Why Don’t Girls Play Fantasy Football?

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Why Don’t Girls Play Fantasy Football?

Ko Seltzer, Staff Writer

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Middle school boys love fantasy football, a game which lets the player draft a team of players from the National Football League, and sit back as the players accrue points based on their real-life performances.
The team of nine players who scores the most points within the span of a game week (Thursday, Sunday and Monday) wins.

But why is it that girls don’t have the same appreciation for this digital pastime as boys?

“I play because it is something that doesn’t take too long and is fun to play against friends,” BMS seventh grader Teddy Deutsch said.

He started playing when he was 10. He says that it interests him because of the connection to the real-life sport that it has and the suspense that a close game can build.

According to the Eric Allen Hall of the “Washington Post,” an estimated 59.3 million people in the United States play fantasy football. Of that number, 17.2 million are women and girls.

The NFL markets strongly towards men because boys generally seem to enjoy watching people batter each other for an hour more than girls. But there is an increase in the number of girls and women who join fantasy leagues.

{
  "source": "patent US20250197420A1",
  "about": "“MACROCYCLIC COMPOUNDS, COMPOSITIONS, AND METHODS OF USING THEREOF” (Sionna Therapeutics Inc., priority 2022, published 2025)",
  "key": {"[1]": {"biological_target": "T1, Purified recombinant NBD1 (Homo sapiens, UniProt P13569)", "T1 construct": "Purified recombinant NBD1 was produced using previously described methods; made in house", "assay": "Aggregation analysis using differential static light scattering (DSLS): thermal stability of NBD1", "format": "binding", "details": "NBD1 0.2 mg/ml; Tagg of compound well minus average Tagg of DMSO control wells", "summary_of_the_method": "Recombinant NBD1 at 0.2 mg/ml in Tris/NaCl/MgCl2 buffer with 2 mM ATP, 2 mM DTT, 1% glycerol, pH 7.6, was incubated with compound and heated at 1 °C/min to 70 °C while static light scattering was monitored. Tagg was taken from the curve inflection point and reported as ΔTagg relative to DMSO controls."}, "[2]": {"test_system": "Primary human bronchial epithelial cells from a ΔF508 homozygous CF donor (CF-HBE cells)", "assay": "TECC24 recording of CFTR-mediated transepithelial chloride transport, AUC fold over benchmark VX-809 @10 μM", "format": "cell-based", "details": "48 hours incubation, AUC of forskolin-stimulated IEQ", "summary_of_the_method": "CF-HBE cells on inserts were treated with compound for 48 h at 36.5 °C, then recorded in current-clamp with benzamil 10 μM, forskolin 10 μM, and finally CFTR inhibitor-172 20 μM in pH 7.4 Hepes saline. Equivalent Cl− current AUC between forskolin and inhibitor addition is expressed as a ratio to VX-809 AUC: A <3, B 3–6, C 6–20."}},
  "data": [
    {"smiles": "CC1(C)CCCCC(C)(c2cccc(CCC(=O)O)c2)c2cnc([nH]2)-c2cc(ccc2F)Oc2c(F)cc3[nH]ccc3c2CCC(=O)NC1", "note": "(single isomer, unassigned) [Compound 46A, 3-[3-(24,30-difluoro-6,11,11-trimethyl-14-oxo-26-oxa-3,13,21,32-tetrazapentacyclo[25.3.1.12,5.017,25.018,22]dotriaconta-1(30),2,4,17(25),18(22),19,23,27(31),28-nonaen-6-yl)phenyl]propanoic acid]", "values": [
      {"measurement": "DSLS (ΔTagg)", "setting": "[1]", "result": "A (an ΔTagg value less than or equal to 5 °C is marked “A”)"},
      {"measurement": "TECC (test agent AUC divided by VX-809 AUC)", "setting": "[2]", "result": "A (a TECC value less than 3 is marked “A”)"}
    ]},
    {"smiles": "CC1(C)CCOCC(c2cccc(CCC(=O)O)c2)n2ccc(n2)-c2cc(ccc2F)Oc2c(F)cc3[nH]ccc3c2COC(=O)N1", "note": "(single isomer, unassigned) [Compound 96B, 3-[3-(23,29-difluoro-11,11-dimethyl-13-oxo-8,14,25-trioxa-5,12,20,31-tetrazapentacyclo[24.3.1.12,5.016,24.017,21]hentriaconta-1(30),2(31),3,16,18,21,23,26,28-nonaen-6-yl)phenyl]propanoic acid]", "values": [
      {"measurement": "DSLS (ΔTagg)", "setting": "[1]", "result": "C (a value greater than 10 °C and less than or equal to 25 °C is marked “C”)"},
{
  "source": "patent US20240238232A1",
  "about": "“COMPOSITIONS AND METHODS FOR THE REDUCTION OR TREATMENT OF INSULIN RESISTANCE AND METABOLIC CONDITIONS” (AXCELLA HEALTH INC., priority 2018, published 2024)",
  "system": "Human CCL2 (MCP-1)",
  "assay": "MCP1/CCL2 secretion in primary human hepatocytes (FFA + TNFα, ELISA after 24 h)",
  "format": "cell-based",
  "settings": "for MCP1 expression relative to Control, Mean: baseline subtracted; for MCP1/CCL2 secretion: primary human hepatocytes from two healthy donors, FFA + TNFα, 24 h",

According to Danny Rubin of the “Huffingtonpost”, “The growth of female fantasy football participation parallels the growth of social media since 2008. The rise of blogging and the use of social media platforms like Twitter, Facebook and the popularity of group chats have created space for communities to come together to share the love of the sport, tips and insights, and of course the space to rehash the game of the week and player performance.”

This shows how the mainstream coverage of fantasy football rubs off on internet users and incentivizes them to play.

Ms. Samantha Gettings, a sixth grade LA teacher, is an avid fantasy football player.
She has been playing since 2014, and enjoys how it makes watching the game more interesting. “It makes games more exciting, because you need the people that you’re watching to do well for your team to do well in fantasy.”

Rubin of the Huffington Post says in his article, “Why Your Wife/Girlfriend Needs To Play Fantasy Football” sees how participating in fantasy sports for everyone is a bonding experience for many and a way to join conversations in the office or at school.
“Having your own team will ensure you’re always up on the conversation, especially in the office. Whenever guys start rambling on (ahem, complaining) about their fantasy teams, you’ll actually understand what we’re saying and gain major cred.”

So maybe girls do appreciate fantasy football as much as boys, and are coming around to the sport of football because of the change of gear that the NFL has made in their marketing strategies, which includes the feminization of many products, like t-shirts and memorabilia. Plus, with significant others around them that watch and appreciate football as much as they do, it’s no surprise that women are starting to enjoy fantasy football.

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